Research Papers: Imaging

In vivo optical microscopy of peripheral nerve myelination with polarization sensitive-optical coherence tomography

[+] Author Affiliations
Francis P. Henry

Massachusetts General Hospital Harvard Medical School, Wellman Center for Photomedicine, Boston, Massachusetts 02114, United States

Massachusetts General Hospital Harvard Medical School, Plastic Surgery Research Laboratory, No. 15 Parkman Street, WACC 435, Boston, Massachusetts 02114, United States

Yan Wang

Massachusetts General Hospital Harvard Medical School, Wellman Center for Photomedicine, Boston, Massachusetts 02114, United States

University of California, Department of Bioengineering, Bourns A247, 900 University Avenue, Riverside, California 92521, United States

Carissa L. R. Rodriguez, B. Hyle Park

University of California, Department of Bioengineering, Bourns A247, 900 University Avenue, Riverside, California 92521, United States

Mark A. Randolph, Esther A. Z. Rust, Jonathan M. Winograd

Massachusetts General Hospital Harvard Medical School, Plastic Surgery Research Laboratory, No. 15 Parkman Street, WACC 435, Boston, Massachusetts 02114, United States

Johannes F. de Boer

Massachusetts General Hospital Harvard Medical School, Wellman Center for Photomedicine, Boston, Massachusetts 02114, United States

VU University Amsterdam, Department of Physics and Astronomy, De Boelelaan 1081, Amsterdam 1081 HV, The Netherlands

J. Biomed. Opt. 20(4), 046002 (Apr 09, 2015). doi:10.1117/1.JBO.20.4.046002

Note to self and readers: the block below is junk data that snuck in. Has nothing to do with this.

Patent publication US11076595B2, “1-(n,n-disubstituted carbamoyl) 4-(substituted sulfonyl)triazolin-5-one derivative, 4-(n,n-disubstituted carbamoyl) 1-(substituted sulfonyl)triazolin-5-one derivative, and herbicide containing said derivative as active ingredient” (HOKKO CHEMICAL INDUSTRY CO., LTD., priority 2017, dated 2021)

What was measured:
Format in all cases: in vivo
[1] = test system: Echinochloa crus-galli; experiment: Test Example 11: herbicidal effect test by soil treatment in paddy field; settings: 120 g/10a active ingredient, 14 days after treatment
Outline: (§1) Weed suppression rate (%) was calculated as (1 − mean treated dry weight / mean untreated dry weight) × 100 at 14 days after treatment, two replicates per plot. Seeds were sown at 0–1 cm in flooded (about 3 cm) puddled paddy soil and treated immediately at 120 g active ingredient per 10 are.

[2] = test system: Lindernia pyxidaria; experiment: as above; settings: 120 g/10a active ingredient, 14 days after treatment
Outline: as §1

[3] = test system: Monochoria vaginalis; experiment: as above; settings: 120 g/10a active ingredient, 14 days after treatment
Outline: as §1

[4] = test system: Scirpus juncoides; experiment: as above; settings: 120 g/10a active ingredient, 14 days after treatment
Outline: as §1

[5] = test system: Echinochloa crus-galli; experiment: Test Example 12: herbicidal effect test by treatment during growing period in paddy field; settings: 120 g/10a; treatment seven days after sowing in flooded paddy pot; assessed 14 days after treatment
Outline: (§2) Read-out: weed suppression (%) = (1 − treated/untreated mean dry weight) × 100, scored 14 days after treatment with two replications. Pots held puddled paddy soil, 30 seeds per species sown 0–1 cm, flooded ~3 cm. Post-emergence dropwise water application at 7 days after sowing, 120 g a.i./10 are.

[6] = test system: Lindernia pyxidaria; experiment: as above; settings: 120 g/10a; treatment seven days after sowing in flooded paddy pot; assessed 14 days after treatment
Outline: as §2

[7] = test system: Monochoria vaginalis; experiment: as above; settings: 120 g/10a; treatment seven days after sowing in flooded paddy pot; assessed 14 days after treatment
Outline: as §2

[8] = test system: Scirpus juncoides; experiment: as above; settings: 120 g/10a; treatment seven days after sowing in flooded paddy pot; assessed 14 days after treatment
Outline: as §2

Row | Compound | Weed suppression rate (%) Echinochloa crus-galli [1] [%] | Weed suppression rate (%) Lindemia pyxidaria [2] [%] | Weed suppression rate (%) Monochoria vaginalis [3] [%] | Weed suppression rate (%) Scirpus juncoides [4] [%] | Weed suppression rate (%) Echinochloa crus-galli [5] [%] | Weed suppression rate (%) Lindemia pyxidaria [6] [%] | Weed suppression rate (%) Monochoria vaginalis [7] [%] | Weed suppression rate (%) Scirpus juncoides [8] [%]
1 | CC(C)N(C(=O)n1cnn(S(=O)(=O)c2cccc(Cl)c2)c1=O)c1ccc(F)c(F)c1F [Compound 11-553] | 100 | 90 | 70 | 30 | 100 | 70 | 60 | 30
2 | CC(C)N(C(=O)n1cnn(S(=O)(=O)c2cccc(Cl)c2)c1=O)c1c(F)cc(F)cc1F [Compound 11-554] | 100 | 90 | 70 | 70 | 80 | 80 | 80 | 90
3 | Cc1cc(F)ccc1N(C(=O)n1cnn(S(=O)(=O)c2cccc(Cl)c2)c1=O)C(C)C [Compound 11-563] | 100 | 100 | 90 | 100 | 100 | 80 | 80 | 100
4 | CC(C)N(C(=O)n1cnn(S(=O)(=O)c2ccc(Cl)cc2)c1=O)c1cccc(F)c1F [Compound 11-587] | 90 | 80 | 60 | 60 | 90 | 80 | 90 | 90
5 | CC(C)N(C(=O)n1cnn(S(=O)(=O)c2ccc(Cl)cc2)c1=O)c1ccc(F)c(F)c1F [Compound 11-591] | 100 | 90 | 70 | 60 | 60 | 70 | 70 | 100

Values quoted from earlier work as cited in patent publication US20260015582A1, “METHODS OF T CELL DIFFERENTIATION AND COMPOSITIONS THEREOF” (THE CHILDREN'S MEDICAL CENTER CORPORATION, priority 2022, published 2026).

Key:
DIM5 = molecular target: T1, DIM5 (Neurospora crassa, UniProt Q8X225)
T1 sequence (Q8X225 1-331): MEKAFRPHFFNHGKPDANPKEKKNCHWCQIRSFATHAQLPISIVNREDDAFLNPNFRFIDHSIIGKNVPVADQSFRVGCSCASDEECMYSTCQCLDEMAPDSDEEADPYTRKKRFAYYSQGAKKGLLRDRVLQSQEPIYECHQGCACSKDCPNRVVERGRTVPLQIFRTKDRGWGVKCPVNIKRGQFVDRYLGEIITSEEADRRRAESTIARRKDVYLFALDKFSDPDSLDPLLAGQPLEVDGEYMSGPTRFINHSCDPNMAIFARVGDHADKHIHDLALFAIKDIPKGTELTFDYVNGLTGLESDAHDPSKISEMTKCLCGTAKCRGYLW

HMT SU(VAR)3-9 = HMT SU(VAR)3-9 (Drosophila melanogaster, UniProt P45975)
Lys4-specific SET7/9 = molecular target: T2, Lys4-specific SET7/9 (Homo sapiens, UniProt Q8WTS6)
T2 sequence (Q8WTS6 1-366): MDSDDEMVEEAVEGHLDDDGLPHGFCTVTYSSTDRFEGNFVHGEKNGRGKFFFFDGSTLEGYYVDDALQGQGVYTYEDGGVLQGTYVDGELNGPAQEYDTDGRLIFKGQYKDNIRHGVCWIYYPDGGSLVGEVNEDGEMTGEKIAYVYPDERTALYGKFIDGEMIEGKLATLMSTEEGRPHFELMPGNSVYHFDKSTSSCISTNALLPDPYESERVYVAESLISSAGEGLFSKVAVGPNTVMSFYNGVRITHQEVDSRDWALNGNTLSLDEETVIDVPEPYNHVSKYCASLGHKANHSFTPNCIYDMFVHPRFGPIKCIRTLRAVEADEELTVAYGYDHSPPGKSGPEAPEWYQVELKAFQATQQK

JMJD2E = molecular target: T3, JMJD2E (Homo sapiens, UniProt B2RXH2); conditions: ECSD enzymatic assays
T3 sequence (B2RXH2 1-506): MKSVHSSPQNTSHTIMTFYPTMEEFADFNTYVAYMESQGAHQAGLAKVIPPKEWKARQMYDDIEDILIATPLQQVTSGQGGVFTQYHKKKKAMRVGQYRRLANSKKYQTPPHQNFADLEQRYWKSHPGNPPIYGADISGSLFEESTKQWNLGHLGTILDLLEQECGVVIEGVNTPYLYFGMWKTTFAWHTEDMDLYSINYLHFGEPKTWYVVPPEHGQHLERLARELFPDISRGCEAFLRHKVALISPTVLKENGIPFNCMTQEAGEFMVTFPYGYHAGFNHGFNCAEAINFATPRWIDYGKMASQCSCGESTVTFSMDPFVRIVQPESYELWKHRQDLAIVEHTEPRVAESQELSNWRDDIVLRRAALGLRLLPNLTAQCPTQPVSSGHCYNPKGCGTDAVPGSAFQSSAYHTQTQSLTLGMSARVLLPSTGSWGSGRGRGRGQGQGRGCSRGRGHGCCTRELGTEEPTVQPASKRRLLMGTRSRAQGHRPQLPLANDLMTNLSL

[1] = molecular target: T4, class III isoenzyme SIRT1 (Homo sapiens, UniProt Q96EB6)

History: Received January 27, 2015; Accepted March 24, 2015
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Abstract.  Assessing nerve integrity and myelination after injury is necessary to provide insight for treatment strategies aimed at restoring neuromuscular function. Currently, this is largely done with electrical analysis, which lacks direct quantitative information. In vivo optical imaging with sufficient imaging depth and resolution could be used to assess the nerve microarchitecture. In this study, we examine the use of polarization sensitive-optical coherence tomography (PS-OCT) to quantitatively assess the sciatic nerve microenvironment through measurements of birefringence after applying a nerve crush injury in a rat model. Initial loss of function and subsequent recovery were demonstrated by calculating the sciatic function index (SFI). We found that the PS-OCT phase retardation slope, which is proportional to birefringence, increased monotonically with the SFI. Additionally, histomorphometric analysis of the myelin thickness and g-ratio shows that the PS-OCT slope is a good indicator of myelin health and recovery after injury. These results demonstrate that PS-OCT is capable of providing nondestructive and quantitative assessment of nerve health after injury and shows promise for continued use both clinically and experimentally in neuroscience.

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© 2015 Society of Photo-Optical Instrumentation Engineers

Citation

Francis P. Henry ; Yan Wang ; Carissa L. R. Rodriguez ; Mark A. Randolph ; Esther A. Z. Rust, et al.
"In vivo optical microscopy of peripheral nerve myelination with polarization sensitive-optical coherence tomography", J. Biomed. Opt. 20(4), 046002 (Apr 09, 2015). ; http://dx.doi.org/10.1117/1.JBO.20.4.046002


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